His appearance was unmistakable. His curly hair was always askew. He had deep pouches under his eyes, and he wore rumpled clothes. Vonnegut had this advice for writers:

“Newspaper reporters and technical writers are trained to reveal almost nothing about themselves in their writings. This makes them freaks in the world of writers, since almost all of the other ink-stained wretches in the world reveal a lot about themselves to readers. We call these revelations style.

“These revelations tell us as readers what sort of person it is with whom we are spending time. Does the writer sound ignorant or informed, stupid or bright, crooked or honest, humorless or playful?

“Why should you examine your writing style with the idea of improving it? Do so as a mark of respect for your readers, whatever you’re writing. If you scribble your thoughts any which way, your readers will surely feel that you care nothing about them. They will mark you down as an egomaniac or a chowderhead – or, worse, they will stop reading you.

“One. Find a subject you care about. It is this genuine caring, and not your games with language, which will be the most compelling and seductive element in your style.

“Two: Do not ramble though. I won’t ramble about that.

“Three: Keep it simple. Remember that two great masters of language, William Shakespeare and James Joyce, wrote sentences, which were almost childlike when their subjects were most profound. “To be or not to be?” asks Shakespeare’s Hamlet. The longest word is three letters long. Joyce, when he was frisky, could put together a sentence as intricate and as glittering as a necklace for Cleopatra, but my favorite sentence in his short story, Eveline, is this one: “She was tired.” At that point in the story, no other words could break the heart of a reader as those three words do.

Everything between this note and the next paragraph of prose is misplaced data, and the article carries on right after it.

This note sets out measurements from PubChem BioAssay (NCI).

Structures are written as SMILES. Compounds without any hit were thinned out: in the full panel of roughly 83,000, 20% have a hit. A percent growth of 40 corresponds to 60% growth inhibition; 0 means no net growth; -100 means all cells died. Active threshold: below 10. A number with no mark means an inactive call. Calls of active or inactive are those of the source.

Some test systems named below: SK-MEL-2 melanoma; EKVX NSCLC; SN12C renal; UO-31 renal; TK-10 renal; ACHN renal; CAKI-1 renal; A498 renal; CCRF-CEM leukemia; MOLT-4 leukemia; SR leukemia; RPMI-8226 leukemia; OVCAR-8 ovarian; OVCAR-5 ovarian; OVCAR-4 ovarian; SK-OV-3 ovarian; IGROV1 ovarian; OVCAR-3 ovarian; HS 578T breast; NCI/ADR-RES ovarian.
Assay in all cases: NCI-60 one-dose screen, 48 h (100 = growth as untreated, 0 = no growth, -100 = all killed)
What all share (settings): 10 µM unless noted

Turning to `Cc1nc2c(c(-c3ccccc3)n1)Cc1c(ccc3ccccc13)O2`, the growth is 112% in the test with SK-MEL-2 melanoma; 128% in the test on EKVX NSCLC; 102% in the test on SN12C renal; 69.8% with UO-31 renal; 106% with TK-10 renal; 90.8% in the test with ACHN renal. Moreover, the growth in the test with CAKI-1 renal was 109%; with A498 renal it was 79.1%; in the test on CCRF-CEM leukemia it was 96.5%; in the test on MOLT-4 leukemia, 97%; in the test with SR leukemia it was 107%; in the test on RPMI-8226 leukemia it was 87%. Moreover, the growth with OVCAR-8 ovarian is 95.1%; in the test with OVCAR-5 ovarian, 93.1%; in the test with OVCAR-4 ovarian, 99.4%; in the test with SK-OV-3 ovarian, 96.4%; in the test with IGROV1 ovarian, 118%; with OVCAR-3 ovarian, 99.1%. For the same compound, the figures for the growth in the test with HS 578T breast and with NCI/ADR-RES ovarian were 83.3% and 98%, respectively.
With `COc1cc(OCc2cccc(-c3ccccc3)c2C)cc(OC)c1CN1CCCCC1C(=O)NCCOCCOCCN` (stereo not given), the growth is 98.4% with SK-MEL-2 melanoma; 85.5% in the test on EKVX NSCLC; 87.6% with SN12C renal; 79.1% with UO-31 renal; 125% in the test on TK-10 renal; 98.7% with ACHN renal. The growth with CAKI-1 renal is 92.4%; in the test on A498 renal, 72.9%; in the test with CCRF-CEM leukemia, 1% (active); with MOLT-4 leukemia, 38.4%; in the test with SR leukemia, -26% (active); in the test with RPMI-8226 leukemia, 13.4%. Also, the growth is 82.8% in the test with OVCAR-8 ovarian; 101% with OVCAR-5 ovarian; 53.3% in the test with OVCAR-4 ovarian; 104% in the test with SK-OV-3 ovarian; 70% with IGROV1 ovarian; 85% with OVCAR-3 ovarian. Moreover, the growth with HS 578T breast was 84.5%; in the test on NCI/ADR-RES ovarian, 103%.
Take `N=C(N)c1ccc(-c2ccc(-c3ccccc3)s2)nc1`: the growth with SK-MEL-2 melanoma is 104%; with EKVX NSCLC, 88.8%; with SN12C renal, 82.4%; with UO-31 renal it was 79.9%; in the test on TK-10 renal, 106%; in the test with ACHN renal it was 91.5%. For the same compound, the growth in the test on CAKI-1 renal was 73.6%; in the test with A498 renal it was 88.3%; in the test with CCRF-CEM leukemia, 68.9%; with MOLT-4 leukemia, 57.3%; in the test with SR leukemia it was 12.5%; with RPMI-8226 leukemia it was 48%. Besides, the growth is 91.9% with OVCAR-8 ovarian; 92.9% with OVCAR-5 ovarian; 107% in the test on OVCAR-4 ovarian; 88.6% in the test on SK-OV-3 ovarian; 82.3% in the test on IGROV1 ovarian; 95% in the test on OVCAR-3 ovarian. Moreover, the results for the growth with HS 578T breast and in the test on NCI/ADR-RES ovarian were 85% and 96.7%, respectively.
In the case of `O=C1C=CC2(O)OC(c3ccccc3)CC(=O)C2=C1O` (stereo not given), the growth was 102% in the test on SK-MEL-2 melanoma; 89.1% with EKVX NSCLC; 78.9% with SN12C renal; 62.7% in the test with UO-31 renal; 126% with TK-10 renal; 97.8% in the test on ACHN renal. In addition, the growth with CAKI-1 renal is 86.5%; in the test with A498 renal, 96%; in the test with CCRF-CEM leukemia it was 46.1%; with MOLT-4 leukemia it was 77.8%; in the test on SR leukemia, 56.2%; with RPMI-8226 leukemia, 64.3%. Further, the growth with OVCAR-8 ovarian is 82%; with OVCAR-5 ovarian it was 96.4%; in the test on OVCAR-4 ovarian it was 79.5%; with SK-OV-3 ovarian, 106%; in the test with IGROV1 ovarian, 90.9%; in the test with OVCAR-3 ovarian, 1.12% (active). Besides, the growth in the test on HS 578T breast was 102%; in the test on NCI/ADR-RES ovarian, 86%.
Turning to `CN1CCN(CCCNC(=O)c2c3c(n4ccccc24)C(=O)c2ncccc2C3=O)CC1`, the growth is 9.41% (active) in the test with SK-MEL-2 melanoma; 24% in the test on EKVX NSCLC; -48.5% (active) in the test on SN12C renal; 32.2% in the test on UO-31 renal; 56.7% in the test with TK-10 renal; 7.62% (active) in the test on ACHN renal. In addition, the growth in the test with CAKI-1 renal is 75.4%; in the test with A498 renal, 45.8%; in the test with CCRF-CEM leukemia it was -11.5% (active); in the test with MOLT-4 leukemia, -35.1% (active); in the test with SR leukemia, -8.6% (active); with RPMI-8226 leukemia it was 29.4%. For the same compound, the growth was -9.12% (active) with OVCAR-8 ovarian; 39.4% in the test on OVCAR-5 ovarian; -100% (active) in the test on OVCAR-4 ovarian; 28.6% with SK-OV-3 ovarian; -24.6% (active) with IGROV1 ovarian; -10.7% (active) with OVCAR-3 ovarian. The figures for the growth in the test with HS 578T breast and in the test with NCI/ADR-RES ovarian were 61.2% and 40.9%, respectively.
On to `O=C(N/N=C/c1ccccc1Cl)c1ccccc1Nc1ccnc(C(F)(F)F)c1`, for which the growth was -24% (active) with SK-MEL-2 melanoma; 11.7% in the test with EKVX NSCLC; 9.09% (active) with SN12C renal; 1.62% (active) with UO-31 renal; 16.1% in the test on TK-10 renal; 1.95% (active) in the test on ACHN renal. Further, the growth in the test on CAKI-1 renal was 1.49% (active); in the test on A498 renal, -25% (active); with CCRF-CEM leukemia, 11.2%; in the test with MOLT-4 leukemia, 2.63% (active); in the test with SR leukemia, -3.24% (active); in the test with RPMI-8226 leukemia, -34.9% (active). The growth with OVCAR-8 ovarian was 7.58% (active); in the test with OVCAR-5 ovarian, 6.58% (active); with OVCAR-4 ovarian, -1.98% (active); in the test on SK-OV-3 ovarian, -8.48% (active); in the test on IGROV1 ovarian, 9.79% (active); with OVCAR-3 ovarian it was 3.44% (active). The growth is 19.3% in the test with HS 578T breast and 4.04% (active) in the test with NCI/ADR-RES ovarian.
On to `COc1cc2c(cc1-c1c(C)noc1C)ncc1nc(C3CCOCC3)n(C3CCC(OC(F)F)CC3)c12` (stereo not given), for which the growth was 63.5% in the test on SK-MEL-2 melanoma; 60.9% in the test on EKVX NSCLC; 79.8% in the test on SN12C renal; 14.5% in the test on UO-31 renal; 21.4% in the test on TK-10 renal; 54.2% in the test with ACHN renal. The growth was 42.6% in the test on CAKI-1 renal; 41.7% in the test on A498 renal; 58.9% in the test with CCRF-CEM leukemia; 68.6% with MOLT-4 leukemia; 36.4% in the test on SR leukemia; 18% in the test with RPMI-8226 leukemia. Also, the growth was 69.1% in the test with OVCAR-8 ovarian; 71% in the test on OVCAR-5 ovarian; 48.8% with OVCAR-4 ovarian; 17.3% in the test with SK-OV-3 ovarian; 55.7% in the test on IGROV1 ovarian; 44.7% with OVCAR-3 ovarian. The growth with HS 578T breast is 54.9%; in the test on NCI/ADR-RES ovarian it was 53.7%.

“Four: Have guts to cut. Your eloquence should be the servant of the ideas in your head. Your rule might be this: if a sentence, no matter how excellent, does not illuminate your subject in some new and useful way, scratch it out.

“Five: Sound like yourself. The writing style which is most natural for you is bound to echo the speech you heard when a child. I myself grew up in Indianapolis, where common speech sounds like a band saw cutting galvanized tin, and employs a vocabulary as un-ornamental as a money wrench.

“Six: Say what you mean. My teachers wished me to write accurately, always selecting the most effective words, and relating the words to another rigidly, like parts of a machine. They hoped I would become understandable and therefore understood. And there went my dream of doing with words what Pablo Picasso did with paint or what any number of jazz idols did with music. If I broke all the rules of punctuation, had words mean whatever I wanted them to mean, and strung them together higgledy-piggledy, I would simply not be understood.”

He thought about what the teachers had said, then threw their admonitions away and wrote like Picasso painted anyway.

Vonnegut became a legend.

Night Side of Dark is the third book in my Ambrose Lincoln series. I probably didn’t break enough rules.